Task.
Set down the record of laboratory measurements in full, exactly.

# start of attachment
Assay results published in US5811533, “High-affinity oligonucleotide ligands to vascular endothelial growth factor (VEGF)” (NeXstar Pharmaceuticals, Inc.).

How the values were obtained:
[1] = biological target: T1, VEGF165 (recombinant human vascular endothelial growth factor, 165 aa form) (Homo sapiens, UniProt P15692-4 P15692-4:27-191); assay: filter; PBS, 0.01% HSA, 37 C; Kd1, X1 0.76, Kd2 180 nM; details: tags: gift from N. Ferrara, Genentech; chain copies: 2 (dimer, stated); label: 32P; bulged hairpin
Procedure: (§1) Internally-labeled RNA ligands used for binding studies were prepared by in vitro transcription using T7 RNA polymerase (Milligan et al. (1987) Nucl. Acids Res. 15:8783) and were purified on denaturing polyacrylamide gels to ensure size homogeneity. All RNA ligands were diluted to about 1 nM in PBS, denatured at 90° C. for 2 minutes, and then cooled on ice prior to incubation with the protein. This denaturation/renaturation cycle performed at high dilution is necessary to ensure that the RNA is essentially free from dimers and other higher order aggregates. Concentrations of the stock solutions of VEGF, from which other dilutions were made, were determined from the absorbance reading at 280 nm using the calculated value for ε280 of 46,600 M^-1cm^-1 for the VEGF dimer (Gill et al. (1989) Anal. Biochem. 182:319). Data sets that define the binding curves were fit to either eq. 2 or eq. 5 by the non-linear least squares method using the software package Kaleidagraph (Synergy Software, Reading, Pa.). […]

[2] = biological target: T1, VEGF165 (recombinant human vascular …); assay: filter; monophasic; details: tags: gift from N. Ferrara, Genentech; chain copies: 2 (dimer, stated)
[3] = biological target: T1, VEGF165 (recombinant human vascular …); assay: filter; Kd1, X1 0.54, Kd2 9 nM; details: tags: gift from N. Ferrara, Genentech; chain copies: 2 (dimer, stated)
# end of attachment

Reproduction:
Assay results published in US5811533, “High-affinity oligonucleotide ligands to vascular endothelial growth factor (VEGF)” (NeXstar Pharmaceuticals, Inc.).

How the values were obtained:
[1] = biological target: T1, VEGF165 (recombinant human vascular endothelial growth factor, 165 aa form) (Homo sapiens, UniProt P15692-4 P15692-4:27-191); assay: filter; PBS, 0.01% HSA, 37 C; Kd1, X1 0.76, Kd2 180 nM; details: tags: gift from N. Ferrara, Genentech; chain copies: 2 (dimer, stated); label: 32P; bulged hairpin
Procedure: (§1) Internally-labeled RNA ligands used for binding studies were prepared by in vitro transcription using T7 RNA polymerase (Milligan et al. (1987) Nucl. Acids Res. 15:8783) and were purified on denaturing polyacrylamide gels to ensure size homogeneity. All RNA ligands were diluted to about 1 nM in PBS, denatured at 90° C. for 2 minutes, and then cooled on ice prior to incubation with the protein. This denaturation/renaturation cycle performed at high dilution is necessary to ensure that the RNA is essentially free from dimers and other higher order aggregates. Concentrations of the stock solutions of VEGF, from which other dilutions were made, were determined from the absorbance reading at 280 nm using the calculated value for ε280 of 46,600 M^-1cm^-1 for the VEGF dimer (Gill et al. (1989) Anal. Biochem. 182:319). Data sets that define the binding curves were fit to either eq. 2 or eq. 5 by the non-linear least squares method using the software package Kaleidagraph (Synergy Software, Reading, Pa.). […]

[2] = biological target: T1, VEGF165 (recombinant human vascular …); assay: filter; monophasic; details: tags: gift from N. Ferrara, Genentech; chain copies: 2 (dimer, stated)
[3] = biological target: T1, VEGF165 (recombinant human vascular …); assay: filter; Kd1, X1 0.54, Kd2 9 nM; details: tags: gift from N. Ferrara, Genentech; chain copies: 2 (dimer, stated)